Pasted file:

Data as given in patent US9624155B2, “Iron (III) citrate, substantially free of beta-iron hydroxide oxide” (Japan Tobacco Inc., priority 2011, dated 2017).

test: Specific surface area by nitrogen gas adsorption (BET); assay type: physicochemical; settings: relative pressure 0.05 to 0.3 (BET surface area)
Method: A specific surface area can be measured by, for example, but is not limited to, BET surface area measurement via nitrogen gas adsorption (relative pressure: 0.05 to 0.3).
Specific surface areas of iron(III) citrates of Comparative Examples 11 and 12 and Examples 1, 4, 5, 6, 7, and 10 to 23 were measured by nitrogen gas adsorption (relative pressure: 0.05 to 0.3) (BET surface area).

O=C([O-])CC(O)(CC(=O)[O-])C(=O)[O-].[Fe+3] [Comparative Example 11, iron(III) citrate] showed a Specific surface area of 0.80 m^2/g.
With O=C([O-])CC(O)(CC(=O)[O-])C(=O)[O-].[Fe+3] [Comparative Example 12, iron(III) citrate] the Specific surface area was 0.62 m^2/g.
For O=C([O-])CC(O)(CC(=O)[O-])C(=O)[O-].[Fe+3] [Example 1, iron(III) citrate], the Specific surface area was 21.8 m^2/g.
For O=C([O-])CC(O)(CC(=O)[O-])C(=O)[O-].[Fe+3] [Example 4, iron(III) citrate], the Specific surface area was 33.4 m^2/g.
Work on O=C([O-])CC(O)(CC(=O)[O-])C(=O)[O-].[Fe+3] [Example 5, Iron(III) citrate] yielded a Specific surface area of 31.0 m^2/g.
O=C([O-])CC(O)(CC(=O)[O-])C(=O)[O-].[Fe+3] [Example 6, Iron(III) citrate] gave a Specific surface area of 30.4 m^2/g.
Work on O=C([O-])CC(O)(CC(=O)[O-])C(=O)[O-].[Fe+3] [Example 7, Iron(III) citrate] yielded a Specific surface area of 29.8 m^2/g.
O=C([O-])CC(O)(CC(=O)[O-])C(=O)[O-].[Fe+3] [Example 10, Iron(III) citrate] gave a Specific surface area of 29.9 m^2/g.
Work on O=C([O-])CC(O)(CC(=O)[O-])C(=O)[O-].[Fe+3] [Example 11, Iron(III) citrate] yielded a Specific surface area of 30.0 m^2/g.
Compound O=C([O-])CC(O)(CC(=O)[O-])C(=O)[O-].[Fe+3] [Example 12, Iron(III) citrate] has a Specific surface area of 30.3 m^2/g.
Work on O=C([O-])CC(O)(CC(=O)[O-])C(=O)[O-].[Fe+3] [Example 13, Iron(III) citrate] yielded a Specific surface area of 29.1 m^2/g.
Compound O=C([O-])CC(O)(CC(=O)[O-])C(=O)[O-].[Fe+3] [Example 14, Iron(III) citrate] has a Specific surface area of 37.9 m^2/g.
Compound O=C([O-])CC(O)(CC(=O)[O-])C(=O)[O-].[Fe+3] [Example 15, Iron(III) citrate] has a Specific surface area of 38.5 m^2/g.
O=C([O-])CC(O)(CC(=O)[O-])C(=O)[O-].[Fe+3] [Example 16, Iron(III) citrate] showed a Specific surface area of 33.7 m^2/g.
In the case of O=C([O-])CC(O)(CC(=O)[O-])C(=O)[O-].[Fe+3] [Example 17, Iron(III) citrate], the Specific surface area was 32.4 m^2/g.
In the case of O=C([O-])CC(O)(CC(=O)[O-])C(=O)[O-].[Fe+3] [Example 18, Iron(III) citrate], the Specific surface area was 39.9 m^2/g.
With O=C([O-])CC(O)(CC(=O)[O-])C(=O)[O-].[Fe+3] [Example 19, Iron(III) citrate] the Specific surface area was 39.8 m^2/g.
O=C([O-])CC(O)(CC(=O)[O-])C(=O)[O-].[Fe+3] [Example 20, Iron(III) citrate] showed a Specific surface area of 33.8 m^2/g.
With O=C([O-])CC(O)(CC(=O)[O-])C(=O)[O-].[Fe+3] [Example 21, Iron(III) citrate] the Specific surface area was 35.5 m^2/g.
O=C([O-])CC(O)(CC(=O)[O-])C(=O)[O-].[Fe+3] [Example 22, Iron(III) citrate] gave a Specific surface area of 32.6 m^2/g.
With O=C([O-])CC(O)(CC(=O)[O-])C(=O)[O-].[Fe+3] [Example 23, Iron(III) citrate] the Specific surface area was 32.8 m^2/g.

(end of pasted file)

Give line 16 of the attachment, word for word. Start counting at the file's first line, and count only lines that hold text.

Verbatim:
Compound O=C([O-])CC(O)(CC(=O)[O-])C(=O)[O-].[Fe+3] [Example 14, Iron(III) citrate] has a Specific surface area of 37.9 m^2/g.